submitted by Caroline McDonough, Esq.

Each day, we continue to learn more about the widespread impact COVID-19 is having on the world.  With the increased knowledge, comes an increased understanding and awareness of how quickly this virus is able to spread.  Thus, testing is crucial to the efforts to slow the spread of the virus while scientific and medical experts, all over the world, continue to work towards developing a vaccine to combat COVID-19.  Until an effective vaccine is developed, people will continue to seek out testing in order to know whether they are currently carrying the virus or potentially, through anti-body testing, determine whether they previously were a carrier of the virus.  Understandably, many people have concerns about medical bills they may incur as a result of seeking out testing for COVID-19.  The below information aims to answer some questions about when testing is covered by health insurance, and what to do if you receive a bill for COVID-19 testing that should have been covered.

What testing is available for COVID-19?

Generally, those undergoing testing for COVID-19 are receiving either a viral test or an anti-body test.  The viral test is used to identify whether someone currently has COVID-19.  The anti-body test aims to determine whether someone was previously infected.

I am enrolled in traditional Medicare.  Will I be billed for COVID-19 testing?

No. If you are enrolled in traditional Medicare, then your Medicare Part B will cover viral and antibody tests so long as the testing was done at a laboratory, pharmacy, doctor or hospital.  Thus, there should be no charge for either of these tests if you are enrolled in traditional Medicare.

I am enrolled in a Medicare Advantage plan (e.g. Blue Cross Blue Shield, Independent Health, United Healthcare, Univera Healthcare, etc.).  Will I be billed for COVID-19 testing?

No.  Medicare Advantage plans must provide the same benefits to its enrollees as those that would be available through Medicare Parts A and B, if they were enrolled in traditional Medicare (except for hospice).  While Medicare Advantage plans are permitted to require copayment and deductible amounts different from those of traditional Medicare, the federal regulations created in response to the current pandemic, make clear that Medicare Advantage plans cannot charge copayments, deductibles, or coinsurance for COVID-19 testing.  Thus, a Medicare Advantage enrollee should not be billed for COVID-19 testing.

I am enrolled in Medicaid in New York State.  Will I be billed for COVID-19 testing?

No.  Governor Cuomo has made clear that Medicaid enrollees are not to be charged for COVID-19 testing, including co-pays for testing.  Moreover, protections have been put into place in order to protect New Yorkers enrolled in Medicaid from what are commonly referred to as “surprise bills.”  Therefore, if a Medicaid enrollee undergoes testing for COVID-19 from an out-of-network provider, due to a referral made by an in-network provider, or if an out-of-network provider performs the testing at an in-network hospital or clinic, the Medicaid insurer must protect its enrollees from bills for testing services administered in these types of circumstances and render coverage.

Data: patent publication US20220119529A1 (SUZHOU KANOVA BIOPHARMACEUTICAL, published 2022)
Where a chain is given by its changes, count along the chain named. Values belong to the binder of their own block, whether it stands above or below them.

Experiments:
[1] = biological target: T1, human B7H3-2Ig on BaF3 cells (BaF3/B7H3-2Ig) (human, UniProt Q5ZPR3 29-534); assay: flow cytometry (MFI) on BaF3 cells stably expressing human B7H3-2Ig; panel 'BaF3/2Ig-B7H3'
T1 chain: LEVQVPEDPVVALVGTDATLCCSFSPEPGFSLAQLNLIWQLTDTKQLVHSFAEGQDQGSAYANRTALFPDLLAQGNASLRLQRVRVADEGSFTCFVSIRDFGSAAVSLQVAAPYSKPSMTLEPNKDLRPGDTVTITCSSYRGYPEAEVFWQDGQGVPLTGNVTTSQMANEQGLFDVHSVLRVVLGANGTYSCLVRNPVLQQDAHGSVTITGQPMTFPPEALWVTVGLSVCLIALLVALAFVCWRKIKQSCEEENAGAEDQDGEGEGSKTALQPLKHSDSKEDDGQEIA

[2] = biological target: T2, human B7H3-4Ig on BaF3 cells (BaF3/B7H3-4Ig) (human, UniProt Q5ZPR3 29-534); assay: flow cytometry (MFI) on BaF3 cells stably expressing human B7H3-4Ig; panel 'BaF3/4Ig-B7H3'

I am not enrolled in Medicare, Medicare Advantage, or Medicaid but do have health insurance through a private insurer.  Will I be billed for COVID-19 testing?

Currently, the Coronavirus Aid, Relief, and Economic Security (CARES) Act requires all health insurance plans to cover the costs associated with COVID-19 testing.  Additionally, the CARES Act affords for certain protections when private health insurance enrollees have testing performed at out-of-network providers.  In these instances, the insurance company is required to reimburse the testing provider up to the cash price for testing.  The insurer must make the cash price available to the public, by listing it on its website.  Therefore, individuals enrolled in private health insurance plans should also not be billed for out-of-pocket expenses associated with COVID-19 testing.

What do I do if I receive a bill for COVID-19?

You should call your insurer and let them know that you believe this bill is wrong.  Currently, coverage is to be made available for COVID-19 testing, so subjecting enrollees to these charges is erroneous.  If for any reason your insurer does not make the appropriate adjustments, then you can appeal the bill.  When you receive either Explanations of Benefits (EOBS) or for traditional Medicare enrollees, a Medicare Summary Notice (MSN), in the mail, there will be appeal rights listed on these notices.  Be sure to check what your appeal deadline is in order to ensure it is submitted timely.

Generally, insurance providers will be covering COVID-19 testing for the foreseeable future.  However, it is important to understand that if one tests positive and needs subsequent medical treatment, there may be out-of-pocket costs associated with the treatment provided for COVID-19.  These costs will vary from plan to plan, and if you have concerns about what these costs will be, then you should contact your insurance plan directly for more information.

If you are in any way confused or have questions about what to do upon receiving a bill for COVID-19 testing, then you may call the Center for Elder Law & Justice’s Legal Advice Helpline at 1–844–481–0973.  You will be able to speak with an attorney who can provide you with further information and if necessary, connect you with an attorney who may be able to represent and assist you with your appeal.

PLEASE NOTE:  The information provided above is subject to change and should not be construed as legal or medical advice.

 

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